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CONy 2024 | Launch of the Phase III ASPro-PD study of ambroxol in Parkinson’s disease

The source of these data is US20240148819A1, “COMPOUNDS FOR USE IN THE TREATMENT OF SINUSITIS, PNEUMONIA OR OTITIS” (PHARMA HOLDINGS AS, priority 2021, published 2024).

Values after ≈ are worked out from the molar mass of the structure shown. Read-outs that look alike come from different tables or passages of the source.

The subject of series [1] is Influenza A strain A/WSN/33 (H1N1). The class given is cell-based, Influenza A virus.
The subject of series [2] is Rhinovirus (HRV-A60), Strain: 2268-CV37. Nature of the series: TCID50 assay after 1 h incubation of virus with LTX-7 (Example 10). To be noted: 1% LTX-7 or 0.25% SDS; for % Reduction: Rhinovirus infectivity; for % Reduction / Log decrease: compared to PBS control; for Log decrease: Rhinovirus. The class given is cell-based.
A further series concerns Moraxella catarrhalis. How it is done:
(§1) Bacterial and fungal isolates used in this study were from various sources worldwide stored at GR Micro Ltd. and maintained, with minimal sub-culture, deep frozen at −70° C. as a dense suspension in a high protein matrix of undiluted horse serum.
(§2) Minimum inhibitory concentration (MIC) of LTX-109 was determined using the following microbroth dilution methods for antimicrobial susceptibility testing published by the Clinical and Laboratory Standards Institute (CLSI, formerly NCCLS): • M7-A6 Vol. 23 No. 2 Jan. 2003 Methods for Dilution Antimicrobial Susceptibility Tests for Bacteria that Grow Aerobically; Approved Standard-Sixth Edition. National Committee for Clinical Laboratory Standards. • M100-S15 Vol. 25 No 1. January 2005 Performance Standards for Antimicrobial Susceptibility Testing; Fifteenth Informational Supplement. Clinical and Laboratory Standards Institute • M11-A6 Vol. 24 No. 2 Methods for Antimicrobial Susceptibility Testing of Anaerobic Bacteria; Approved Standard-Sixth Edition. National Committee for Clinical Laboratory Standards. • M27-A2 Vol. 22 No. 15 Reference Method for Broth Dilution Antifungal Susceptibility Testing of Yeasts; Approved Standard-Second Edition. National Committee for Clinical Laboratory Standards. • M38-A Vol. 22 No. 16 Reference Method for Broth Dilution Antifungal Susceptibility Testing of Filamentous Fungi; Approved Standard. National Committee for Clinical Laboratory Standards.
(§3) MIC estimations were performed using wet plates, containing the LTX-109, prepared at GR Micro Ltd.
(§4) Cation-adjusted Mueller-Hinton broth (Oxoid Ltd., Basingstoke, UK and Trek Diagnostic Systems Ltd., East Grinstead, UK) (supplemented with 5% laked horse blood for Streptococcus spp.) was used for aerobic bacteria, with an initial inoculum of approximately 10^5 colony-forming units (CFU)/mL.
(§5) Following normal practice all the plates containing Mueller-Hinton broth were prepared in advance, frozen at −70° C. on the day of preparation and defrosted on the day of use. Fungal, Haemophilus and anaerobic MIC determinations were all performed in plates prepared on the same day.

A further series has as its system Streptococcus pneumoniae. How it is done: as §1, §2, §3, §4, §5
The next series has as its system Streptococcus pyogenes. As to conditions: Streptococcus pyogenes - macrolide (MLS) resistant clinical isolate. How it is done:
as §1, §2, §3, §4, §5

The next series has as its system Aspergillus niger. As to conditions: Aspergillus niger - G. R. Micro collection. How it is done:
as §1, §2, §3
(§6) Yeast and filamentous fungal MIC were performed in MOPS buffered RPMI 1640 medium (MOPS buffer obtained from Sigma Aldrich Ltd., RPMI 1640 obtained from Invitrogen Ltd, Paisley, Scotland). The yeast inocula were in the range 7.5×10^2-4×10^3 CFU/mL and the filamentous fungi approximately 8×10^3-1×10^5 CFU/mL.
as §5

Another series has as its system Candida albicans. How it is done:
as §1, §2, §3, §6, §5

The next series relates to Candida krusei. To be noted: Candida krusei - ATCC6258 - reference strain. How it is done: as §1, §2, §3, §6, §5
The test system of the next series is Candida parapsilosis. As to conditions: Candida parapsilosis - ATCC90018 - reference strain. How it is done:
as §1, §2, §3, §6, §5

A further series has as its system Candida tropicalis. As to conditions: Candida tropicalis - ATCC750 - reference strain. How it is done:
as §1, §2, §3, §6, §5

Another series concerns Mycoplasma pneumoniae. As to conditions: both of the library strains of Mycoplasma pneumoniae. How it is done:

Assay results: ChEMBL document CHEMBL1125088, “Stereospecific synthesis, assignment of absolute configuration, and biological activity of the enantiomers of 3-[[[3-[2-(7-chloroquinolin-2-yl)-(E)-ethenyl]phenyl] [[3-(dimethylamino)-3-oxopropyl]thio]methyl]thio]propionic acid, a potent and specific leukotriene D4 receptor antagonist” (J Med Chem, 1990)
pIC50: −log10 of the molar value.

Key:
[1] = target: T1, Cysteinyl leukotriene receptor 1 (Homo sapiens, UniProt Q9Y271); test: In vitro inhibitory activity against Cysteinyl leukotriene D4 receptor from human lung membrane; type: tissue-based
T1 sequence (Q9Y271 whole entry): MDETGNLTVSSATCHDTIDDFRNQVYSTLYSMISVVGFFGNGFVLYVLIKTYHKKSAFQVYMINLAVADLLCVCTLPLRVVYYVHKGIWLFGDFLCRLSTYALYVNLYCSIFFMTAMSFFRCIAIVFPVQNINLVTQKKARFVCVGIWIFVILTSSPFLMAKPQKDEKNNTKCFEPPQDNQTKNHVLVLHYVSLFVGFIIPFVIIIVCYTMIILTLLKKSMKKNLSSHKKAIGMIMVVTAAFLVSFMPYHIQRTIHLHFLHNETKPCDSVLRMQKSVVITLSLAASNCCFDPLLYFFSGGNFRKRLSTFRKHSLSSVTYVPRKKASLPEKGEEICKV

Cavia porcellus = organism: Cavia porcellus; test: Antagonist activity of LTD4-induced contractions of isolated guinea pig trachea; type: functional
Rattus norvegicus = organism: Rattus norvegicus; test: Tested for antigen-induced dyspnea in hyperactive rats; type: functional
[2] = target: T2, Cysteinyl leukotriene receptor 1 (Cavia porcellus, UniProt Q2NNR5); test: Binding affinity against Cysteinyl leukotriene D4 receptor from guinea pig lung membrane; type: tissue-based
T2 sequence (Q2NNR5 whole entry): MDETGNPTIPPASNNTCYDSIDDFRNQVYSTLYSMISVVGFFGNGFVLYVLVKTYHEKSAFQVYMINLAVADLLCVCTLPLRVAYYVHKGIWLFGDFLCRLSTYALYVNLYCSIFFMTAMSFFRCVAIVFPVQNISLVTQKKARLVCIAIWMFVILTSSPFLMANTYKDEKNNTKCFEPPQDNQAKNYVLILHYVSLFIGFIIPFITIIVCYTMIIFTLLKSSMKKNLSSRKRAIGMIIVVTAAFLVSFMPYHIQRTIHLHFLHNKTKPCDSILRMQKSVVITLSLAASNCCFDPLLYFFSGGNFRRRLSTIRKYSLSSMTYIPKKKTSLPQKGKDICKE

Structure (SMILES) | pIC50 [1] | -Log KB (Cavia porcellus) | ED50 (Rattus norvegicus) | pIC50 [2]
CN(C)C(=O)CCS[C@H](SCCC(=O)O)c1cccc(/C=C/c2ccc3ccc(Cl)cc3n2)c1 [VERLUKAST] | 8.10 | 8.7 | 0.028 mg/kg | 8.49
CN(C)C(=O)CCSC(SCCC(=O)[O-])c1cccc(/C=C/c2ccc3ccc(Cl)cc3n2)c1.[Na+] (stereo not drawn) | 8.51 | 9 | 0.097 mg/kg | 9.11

Anthony Schapira, MD, DSc, FRCP, FMedSci, University College London, London, UK delves into the potential of ambroxol for Parkinson’s disease (PD), particularly in patients with mutations in the glucocerebrosidase gene (GBA), a common risk factor for PD. Ambroxol, a common expectorant cough medicine, has been shown to act as a GCase chaperone, increasing GCase activity in brain tissues of rodent and non-human primate models. A small Phase II study, AiM-PD (NCT02941822), revealed that ambroxol is well-tolerated and effectively enters the central nervous system, significantly boosting GCase protein levels in cerebrospinal fluid (CSF) of PD patients. Encouraged by these findings, the ongoing Phase III ASPro-PD study (NCT05778617) aims to assess ambroxol’s potential to slow PD progression over a two-year period in 330 patients, half with a GBA mutation. Interested individuals can contact UCL or enrol through PD Frontline, a UK-wide web-based recruitment platform, to learn more about joining the study and getting their GBA genotype tested. This interview took place at the 18th Annual Congress on Controversies in Neurology (CONy 2024) in London, UK.

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